Summary: Common infections, including the chickenpox virus and herpes simplex virus type 1, can worsen cognitive performance and increase the risk of developing Alzheimer’s disease in middle-aged and older adults, a new study reports. The findings add to the growing body of evidence linking common infections to poor brain health associated with aging.
Source: Johns Hopkins medicine
A new study by a team led by researchers at the Johns Hopkins Bloomberg School of Public Health found that signs of common infections in a sample of middle-aged and older adults were associated with lower performance on a test of global cognitive function.
The findings add to a growing body of evidence suggesting that infections in middle and later life can worsen cognitive performance and may increase the risk of Alzheimer’s disease and other dementias.
For their analysis, the researchers looked at the levels of antibodies against five common pathogens in 575 adults, aged 41 to 97 years. The adults were recruited from East Baltimore in 1981, as part of the Epidemiologic Catchment Area Study initiated that year by the National Institute of Mental Health Participants in the Baltimore study donated blood for testing and took cognitive tests during the same study period.
Antibody tests were conducted for pathogens, including four herpes viruses, herpes simplex virus type 1, cytomegalovirus, varicella and shingles viruses, Epstein-Barr virus, and the parasiteToxoplasma gondii. The latter is often spread to humans from cat feces or the consumption of undercooked meat.
The research team compared the participants’ blood test results with their performance on the Mini-Mental State Examination, a comprehensive cognitive test that assesses things like orientation, attention, verbal comprehension, memory and perception. vision and on a word recall task, which tested memory for a list of words after a 20-minute delay.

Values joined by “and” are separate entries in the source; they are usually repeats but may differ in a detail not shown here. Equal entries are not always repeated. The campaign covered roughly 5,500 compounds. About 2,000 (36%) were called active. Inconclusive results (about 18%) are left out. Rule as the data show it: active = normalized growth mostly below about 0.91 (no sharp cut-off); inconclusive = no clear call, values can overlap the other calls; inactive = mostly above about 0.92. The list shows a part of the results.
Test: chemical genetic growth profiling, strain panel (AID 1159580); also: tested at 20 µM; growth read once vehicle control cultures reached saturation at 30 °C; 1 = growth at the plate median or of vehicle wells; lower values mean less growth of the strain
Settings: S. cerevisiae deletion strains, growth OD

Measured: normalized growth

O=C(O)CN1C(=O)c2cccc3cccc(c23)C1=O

The researchers found that elevated antibodies to either herpes simplex virus type 1 or cytomegalovirus were individually associated with worse performance on the global cognitive test. Additionally, participants with a greater number of positive antibody tests tended to miss a greater number of items on the global cognition test.
The study was published online April 7 in the journal Alzheimer’s and dementia.
The idea that common infections may contribute to cognitive decline and possibly Alzheimer’s disease risk was once fringed and remains controversial, but because of findings like these in this study, it’s starting to receive more public attention. says senior author Adam Spira, PhD. , a professor in the Bloomberg Schools Department of Mental Health and a core faculty member of the Johns Hopkins Center on Aging and Health.
After accounting for participants’ age, gender, race, and largest genetic risk factor for Alzheimer’s disease, our study data showed that more positive antibody tests related to five different infections were associated with lower cognitive performance. To our knowledge, this type of additive effect of multiple infections on performance on a cognitive test has not been demonstrated before.
The cause of Alzheimer’s disease remains unclear. Previous research has established the link to infections, including studies linking herpes simplex virus type 1 and cytomegalovirus to increased risk of Alzheimer’s. There is also evidence that the amyloid-beta protein fragment, which forms insoluble plaques in the brains of people with Alzheimer’s, functions as an antimicrobial peptide and is secreted at higher levels by brain cells in response to infection.
Since the 2003-2004 wave, ECA study researchers at Johns Hopkins have conducted periodic follow-up interviews in Baltimore, including standard cognitive tests and blood sampling. The most recent two waves of the study, funded by the National Institute on Aging, focused on Alzheimer’s disease and related findings.